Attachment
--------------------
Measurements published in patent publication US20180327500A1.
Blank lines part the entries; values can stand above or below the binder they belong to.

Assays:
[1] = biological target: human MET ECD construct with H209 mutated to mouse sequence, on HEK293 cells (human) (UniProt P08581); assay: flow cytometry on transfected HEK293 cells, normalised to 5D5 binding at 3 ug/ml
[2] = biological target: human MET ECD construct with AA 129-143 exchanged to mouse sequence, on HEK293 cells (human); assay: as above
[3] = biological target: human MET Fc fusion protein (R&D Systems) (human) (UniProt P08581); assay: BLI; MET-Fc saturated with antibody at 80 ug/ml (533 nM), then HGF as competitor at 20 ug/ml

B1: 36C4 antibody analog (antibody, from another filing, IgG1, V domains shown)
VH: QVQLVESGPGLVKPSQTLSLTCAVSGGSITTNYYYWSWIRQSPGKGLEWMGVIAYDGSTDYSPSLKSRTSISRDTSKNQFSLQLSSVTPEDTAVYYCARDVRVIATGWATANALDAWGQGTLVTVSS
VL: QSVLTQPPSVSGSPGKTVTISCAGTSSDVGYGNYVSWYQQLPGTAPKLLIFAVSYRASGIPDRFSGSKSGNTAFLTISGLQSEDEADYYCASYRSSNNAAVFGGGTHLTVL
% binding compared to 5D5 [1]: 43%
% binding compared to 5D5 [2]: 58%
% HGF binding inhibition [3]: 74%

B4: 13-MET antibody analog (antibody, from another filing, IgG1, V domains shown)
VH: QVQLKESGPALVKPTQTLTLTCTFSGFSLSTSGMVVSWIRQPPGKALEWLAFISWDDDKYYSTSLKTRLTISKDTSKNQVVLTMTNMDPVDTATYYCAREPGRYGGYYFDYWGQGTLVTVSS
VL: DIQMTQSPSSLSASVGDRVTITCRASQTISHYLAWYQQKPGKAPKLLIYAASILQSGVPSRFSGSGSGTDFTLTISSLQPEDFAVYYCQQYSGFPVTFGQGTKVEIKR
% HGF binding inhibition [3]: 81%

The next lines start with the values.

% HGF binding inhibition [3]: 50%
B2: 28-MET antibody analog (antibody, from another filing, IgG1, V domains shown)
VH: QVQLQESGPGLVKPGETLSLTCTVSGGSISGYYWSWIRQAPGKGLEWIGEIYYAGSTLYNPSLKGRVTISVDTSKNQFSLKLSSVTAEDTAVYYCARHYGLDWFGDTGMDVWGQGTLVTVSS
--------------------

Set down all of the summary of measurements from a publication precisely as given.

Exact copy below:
Measurements published in patent publication US20180327500A1.
Blank lines part the entries; values can stand above or below the binder they belong to.

Assays:
[1] = biological target: human MET ECD construct with H209 mutated to mouse sequence, on HEK293 cells (human) (UniProt P08581); assay: flow cytometry on transfected HEK293 cells, normalised to 5D5 binding at 3 ug/ml
[2] = biological target: human MET ECD construct with AA 129-143 exchanged to mouse sequence, on HEK293 cells (human); assay: as above
[3] = biological target: human MET Fc fusion protein (R&D Systems) (human) (UniProt P08581); assay: BLI; MET-Fc saturated with antibody at 80 ug/ml (533 nM), then HGF as competitor at 20 ug/ml

B1: 36C4 antibody analog (antibody, from another filing, IgG1, V domains shown)
VH: QVQLVESGPGLVKPSQTLSLTCAVSGGSITTNYYYWSWIRQSPGKGLEWMGVIAYDGSTDYSPSLKSRTSISRDTSKNQFSLQLSSVTPEDTAVYYCARDVRVIATGWATANALDAWGQGTLVTVSS
VL: QSVLTQPPSVSGSPGKTVTISCAGTSSDVGYGNYVSWYQQLPGTAPKLLIFAVSYRASGIPDRFSGSKSGNTAFLTISGLQSEDEADYYCASYRSSNNAAVFGGGTHLTVL
% binding compared to 5D5 [1]: 43%
% binding compared to 5D5 [2]: 58%
% HGF binding inhibition [3]: 74%

B4: 13-MET antibody analog (antibody, from another filing, IgG1, V domains shown)
VH: QVQLKESGPALVKPTQTLTLTCTFSGFSLSTSGMVVSWIRQPPGKALEWLAFISWDDDKYYSTSLKTRLTISKDTSKNQVVLTMTNMDPVDTATYYCAREPGRYGGYYFDYWGQGTLVTVSS
VL: DIQMTQSPSSLSASVGDRVTITCRASQTISHYLAWYQQKPGKAPKLLIYAASILQSGVPSRFSGSGSGTDFTLTISSLQPEDFAVYYCQQYSGFPVTFGQGTKVEIKR
% HGF binding inhibition [3]: 81%

The next lines start with the values.

% HGF binding inhibition [3]: 50%
B2: 28-MET antibody analog (antibody, from another filing, IgG1, V domains shown)
VH: QVQLQESGPGLVKPGETLSLTCTVSGGSISGYYWSWIRQAPGKGLEWIGEIYYAGSTLYNPSLKGRVTISVDTSKNQFSLKLSSVTAEDTAVYYCARHYGLDWFGDTGMDVWGQGTLVTVSS